Ottawa: Roundtable on Angola’s Peace Process

Date: 
Friday, November 26, 1999 - 08:00 - 18:00

Context

Since it gained its independence from Portugal in 1975, Angola has been plunged into a devastative civil war principally opposing two former liberation movements, the People's Movement for the Liberation of Angola (MPLA) and the National Union for the Total Independence of Angola (UNITA). The country also served as a battleground for the Cold War rivalries and was thus the theater of massive interventions and military support from both the USSR and the United States. The Lusaka protocol was signed on November 1994, instituting a ceasefire between the parties. A peacekeeping force was deployed by the United Nations to ensure the respect of the ceasefire, but retired in 1999 after being the target of several attacks.

Angola therefore returned to civil war in December 1998. The United Nations estimated that nearly 1.9 million people had become internally displaced, while as many as 200 people were dying every day because of the renewed conflict. The military and political situation became comparable to the pre-Lusaka period. Therefore, a roundtable was held in Ottawa to examine the Angola conflict and the prospects for Canada’s policy toward peacebuilding.

Objectives:

  • To develop a deeper understanding of the issues affecting the situation in Angola, such as humanitarian and political situation, civil society and peace movement in Angola, international community role and Canada’s role and policy;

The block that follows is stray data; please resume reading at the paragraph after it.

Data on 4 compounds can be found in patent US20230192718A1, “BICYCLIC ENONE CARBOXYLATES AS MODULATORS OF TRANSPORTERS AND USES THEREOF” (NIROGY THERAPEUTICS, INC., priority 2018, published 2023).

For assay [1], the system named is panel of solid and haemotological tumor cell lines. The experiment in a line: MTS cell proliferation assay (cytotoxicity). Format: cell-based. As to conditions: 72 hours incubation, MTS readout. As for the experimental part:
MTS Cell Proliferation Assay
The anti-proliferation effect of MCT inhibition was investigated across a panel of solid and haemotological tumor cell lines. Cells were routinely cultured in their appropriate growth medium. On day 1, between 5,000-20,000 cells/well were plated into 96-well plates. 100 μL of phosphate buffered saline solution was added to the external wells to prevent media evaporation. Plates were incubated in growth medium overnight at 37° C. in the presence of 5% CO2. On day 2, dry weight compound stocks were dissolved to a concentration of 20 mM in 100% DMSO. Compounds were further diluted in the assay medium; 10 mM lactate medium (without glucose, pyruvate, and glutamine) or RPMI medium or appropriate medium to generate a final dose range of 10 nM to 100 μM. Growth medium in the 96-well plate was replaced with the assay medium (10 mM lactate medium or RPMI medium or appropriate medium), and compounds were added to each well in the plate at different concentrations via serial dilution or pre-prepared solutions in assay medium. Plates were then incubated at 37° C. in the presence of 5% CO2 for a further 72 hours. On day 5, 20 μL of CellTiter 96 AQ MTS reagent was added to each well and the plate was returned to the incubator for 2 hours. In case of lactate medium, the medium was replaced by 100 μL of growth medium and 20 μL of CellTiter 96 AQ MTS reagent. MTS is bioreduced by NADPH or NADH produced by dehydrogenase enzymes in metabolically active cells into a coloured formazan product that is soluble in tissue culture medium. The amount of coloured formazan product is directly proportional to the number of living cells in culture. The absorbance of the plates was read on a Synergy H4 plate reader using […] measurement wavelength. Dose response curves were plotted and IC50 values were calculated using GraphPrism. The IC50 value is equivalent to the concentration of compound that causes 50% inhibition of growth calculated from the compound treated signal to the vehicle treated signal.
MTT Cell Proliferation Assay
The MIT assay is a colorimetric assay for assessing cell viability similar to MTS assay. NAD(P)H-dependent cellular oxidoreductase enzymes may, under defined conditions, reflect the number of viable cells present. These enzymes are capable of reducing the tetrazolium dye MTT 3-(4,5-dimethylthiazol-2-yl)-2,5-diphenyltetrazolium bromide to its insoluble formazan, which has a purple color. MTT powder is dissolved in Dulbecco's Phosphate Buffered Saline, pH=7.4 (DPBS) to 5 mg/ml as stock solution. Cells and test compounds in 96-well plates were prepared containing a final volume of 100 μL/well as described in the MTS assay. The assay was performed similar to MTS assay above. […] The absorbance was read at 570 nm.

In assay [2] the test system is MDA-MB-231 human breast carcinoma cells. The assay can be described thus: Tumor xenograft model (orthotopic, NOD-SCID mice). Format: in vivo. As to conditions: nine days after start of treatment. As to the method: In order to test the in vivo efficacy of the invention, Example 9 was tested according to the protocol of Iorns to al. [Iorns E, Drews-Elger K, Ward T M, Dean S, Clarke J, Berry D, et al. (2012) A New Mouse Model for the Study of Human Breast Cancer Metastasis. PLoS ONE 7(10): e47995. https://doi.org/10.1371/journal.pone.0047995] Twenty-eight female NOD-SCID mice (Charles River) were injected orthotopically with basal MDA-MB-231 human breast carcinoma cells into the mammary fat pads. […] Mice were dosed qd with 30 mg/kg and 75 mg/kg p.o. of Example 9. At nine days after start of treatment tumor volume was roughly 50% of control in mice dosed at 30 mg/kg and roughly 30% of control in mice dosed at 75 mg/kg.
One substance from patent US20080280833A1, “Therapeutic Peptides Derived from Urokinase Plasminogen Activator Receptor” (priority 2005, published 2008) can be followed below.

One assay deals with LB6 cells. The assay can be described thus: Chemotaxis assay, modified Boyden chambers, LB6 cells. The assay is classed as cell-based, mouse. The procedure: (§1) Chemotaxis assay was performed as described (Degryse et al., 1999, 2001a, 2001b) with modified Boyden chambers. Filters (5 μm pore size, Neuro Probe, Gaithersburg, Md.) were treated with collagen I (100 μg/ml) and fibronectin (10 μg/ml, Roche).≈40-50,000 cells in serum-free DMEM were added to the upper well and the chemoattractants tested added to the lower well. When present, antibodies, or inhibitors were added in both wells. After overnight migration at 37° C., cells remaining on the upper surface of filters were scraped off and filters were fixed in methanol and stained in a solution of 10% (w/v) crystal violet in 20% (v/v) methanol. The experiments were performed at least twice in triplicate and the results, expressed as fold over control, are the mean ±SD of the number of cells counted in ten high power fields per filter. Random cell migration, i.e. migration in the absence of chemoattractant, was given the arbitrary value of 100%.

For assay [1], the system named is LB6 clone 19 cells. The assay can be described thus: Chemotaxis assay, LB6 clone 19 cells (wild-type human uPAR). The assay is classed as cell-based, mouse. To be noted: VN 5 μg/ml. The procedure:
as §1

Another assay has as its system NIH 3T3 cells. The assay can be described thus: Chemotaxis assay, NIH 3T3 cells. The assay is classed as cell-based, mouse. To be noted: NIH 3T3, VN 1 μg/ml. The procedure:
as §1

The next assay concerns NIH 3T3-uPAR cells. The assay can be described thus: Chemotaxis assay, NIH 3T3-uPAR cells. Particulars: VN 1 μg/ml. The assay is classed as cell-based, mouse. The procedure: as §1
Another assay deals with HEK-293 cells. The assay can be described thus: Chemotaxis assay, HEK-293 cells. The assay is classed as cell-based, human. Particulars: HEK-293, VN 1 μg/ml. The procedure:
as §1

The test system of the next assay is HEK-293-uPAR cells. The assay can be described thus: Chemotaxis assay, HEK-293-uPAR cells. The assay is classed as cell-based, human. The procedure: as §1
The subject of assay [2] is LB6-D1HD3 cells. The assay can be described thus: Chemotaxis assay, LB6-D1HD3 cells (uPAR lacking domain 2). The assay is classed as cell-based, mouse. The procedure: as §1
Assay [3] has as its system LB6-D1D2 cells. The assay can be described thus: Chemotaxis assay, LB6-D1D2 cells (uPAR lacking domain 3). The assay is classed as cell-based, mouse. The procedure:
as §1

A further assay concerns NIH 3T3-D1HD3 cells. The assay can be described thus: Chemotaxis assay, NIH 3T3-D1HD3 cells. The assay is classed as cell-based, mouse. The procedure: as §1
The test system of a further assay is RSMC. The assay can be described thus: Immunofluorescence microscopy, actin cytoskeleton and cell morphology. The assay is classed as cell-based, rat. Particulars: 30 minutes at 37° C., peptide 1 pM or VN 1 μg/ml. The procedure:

• To examine Canada’s specific policies and actions within the framework of its participation in the U. N. Security Council and the U. N. Committee for the promotion of peace in Angola.
  • To highlight the position of Canadian NGOs on these questions;
  • To build a « bridge of collaboration » between Canada and Canadian Civil Society for designing future strategies and policies;
  • To identify Canadian peacebuilding resources that could support peacebuilding initiatives in Angola.

Achievements

Discussions were held about the current situation in Angola, peacebuilding prospects and strategic issues. Amongst the participants at the roundtable were some deciders of Canadian’s foreign policy, Canadian NGOs representatives, Angolan civil society representatives and some experts.

The seminar permitted a better coordination of Canadian NGOs by the creation of the Angola Peace Action Network, which mandate was to put pressure upon international community to work on a negotiated settlement of the conflict and support Angolan civil society. It also established common strategies between the Canadian government and NGOs on the question of the promotion of peace in Angola. Furthermore, it was an occasion to examine different possibilities for Canada’s foreign policy toward the Angola conflict.